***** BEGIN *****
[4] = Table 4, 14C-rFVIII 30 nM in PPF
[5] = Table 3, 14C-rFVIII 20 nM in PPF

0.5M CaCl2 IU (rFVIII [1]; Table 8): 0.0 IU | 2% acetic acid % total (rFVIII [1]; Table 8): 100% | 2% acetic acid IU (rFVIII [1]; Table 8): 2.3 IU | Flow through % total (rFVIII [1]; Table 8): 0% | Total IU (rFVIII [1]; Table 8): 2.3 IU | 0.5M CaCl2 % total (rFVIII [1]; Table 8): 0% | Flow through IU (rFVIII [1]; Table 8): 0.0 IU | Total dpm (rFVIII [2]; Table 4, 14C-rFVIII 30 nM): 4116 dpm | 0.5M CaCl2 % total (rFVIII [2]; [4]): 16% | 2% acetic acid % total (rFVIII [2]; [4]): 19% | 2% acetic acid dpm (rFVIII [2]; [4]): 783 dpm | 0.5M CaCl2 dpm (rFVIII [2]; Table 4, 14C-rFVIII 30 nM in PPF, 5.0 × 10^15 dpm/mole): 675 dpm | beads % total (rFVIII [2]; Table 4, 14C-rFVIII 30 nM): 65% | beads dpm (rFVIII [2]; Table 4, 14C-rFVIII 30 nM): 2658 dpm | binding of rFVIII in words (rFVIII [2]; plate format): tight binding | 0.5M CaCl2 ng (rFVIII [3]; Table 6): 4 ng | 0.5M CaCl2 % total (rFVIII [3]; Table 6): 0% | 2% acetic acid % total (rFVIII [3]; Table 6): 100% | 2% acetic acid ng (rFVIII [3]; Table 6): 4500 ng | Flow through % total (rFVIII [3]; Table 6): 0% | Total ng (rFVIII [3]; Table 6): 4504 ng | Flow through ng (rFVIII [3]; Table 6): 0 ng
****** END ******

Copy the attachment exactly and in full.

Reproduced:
[4] = Table 4, 14C-rFVIII 30 nM in PPF
[5] = Table 3, 14C-rFVIII 20 nM in PPF

0.5M CaCl2 IU (rFVIII [1]; Table 8): 0.0 IU | 2% acetic acid % total (rFVIII [1]; Table 8): 100% | 2% acetic acid IU (rFVIII [1]; Table 8): 2.3 IU | Flow through % total (rFVIII [1]; Table 8): 0% | Total IU (rFVIII [1]; Table 8): 2.3 IU | 0.5M CaCl2 % total (rFVIII [1]; Table 8): 0% | Flow through IU (rFVIII [1]; Table 8): 0.0 IU | Total dpm (rFVIII [2]; Table 4, 14C-rFVIII 30 nM): 4116 dpm | 0.5M CaCl2 % total (rFVIII [2]; [4]): 16% | 2% acetic acid % total (rFVIII [2]; [4]): 19% | 2% acetic acid dpm (rFVIII [2]; [4]): 783 dpm | 0.5M CaCl2 dpm (rFVIII [2]; Table 4, 14C-rFVIII 30 nM in PPF, 5.0 × 10^15 dpm/mole): 675 dpm | beads % total (rFVIII [2]; Table 4, 14C-rFVIII 30 nM): 65% | beads dpm (rFVIII [2]; Table 4, 14C-rFVIII 30 nM): 2658 dpm | binding of rFVIII in words (rFVIII [2]; plate format): tight binding | 0.5M CaCl2 ng (rFVIII [3]; Table 6): 4 ng | 0.5M CaCl2 % total (rFVIII [3]; Table 6): 0% | 2% acetic acid % total (rFVIII [3]; Table 6): 100% | 2% acetic acid ng (rFVIII [3]; Table 6): 4500 ng | Flow through % total (rFVIII [3]; Table 6): 0% | Total ng (rFVIII [3]; Table 6): 4504 ng | Flow through ng (rFVIII [3]; Table 6): 0 ng